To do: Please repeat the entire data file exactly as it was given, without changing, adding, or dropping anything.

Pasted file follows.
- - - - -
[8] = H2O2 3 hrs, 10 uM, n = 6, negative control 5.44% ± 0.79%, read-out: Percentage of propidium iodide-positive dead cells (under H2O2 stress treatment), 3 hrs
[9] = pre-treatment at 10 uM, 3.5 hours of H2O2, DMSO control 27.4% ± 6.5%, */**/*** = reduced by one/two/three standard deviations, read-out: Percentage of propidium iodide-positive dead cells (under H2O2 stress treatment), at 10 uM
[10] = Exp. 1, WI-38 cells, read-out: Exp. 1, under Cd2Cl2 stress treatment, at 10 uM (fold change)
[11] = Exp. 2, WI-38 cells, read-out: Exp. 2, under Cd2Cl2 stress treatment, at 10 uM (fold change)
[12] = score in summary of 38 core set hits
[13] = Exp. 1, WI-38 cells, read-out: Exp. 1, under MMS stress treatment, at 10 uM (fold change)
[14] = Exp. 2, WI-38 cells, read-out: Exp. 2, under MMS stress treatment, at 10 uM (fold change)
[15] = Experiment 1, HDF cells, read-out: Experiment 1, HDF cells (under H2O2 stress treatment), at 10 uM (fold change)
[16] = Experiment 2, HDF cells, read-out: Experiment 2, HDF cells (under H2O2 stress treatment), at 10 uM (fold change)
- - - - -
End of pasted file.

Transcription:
[8] = H2O2 3 hrs, 10 uM, n = 6, negative control 5.44% ± 0.79%, read-out: Percentage of propidium iodide-positive dead cells (under H2O2 stress treatment), 3 hrs
[9] = pre-treatment at 10 uM, 3.5 hours of H2O2, DMSO control 27.4% ± 6.5%, */**/*** = reduced by one/two/three standard deviations, read-out: Percentage of propidium iodide-positive dead cells (under H2O2 stress treatment), at 10 uM
[10] = Exp. 1, WI-38 cells, read-out: Exp. 1, under Cd2Cl2 stress treatment, at 10 uM (fold change)
[11] = Exp. 2, WI-38 cells, read-out: Exp. 2, under Cd2Cl2 stress treatment, at 10 uM (fold change)
[12] = score in summary of 38 core set hits
[13] = Exp. 1, WI-38 cells, read-out: Exp. 1, under MMS stress treatment, at 10 uM (fold change)
[14] = Exp. 2, WI-38 cells, read-out: Exp. 2, under MMS stress treatment, at 10 uM (fold change)
[15] = Experiment 1, HDF cells, read-out: Experiment 1, HDF cells (under H2O2 stress treatment), at 10 uM (fold change)
[16] = Experiment 2, HDF cells, read-out: Experiment 2, HDF cells (under H2O2 stress treatment), at 10 uM (fold change)